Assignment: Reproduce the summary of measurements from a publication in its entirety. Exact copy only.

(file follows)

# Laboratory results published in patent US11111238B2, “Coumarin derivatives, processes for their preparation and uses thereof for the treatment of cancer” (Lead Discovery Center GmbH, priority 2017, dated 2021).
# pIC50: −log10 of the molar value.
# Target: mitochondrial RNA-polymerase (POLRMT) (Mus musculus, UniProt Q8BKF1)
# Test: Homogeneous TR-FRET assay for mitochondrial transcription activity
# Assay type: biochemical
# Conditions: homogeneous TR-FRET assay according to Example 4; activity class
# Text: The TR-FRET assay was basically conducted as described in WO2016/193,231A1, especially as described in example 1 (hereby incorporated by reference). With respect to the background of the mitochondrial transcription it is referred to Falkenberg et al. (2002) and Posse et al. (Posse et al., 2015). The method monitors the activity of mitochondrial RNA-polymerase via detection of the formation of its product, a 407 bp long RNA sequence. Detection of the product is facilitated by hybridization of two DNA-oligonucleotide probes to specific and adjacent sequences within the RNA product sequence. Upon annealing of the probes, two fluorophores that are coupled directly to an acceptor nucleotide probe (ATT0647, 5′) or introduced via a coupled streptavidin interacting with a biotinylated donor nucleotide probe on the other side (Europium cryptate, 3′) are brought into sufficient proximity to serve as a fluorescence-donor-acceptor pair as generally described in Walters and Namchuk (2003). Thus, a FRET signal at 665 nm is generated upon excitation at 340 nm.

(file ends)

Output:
# Laboratory results published in patent US11111238B2, “Coumarin derivatives, processes for their preparation and uses thereof for the treatment of cancer” (Lead Discovery Center GmbH, priority 2017, dated 2021).
# pIC50: −log10 of the molar value.
# Target: mitochondrial RNA-polymerase (POLRMT) (Mus musculus, UniProt Q8BKF1)
# Test: Homogeneous TR-FRET assay for mitochondrial transcription activity
# Assay type: biochemical
# Conditions: homogeneous TR-FRET assay according to Example 4; activity class
# Text: The TR-FRET assay was basically conducted as described in WO2016/193,231A1, especially as described in example 1 (hereby incorporated by reference). With respect to the background of the mitochondrial transcription it is referred to Falkenberg et al. (2002) and Posse et al. (Posse et al., 2015). The method monitors the activity of mitochondrial RNA-polymerase via detection of the formation of its product, a 407 bp long RNA sequence. Detection of the product is facilitated by hybridization of two DNA-oligonucleotide probes to specific and adjacent sequences within the RNA product sequence. Upon annealing of the probes, two fluorophores that are coupled directly to an acceptor nucleotide probe (ATT0647, 5′) or introduced via a coupled streptavidin interacting with a biotinylated donor nucleotide probe on the other side (Europium cryptate, 3′) are brought into sufficient proximity to serve as a fluorescence-donor-acceptor pair as generally described in Walters and Namchuk (2003). Thus, a FRET signal at 665 nm is generated upon excitation at 340 nm.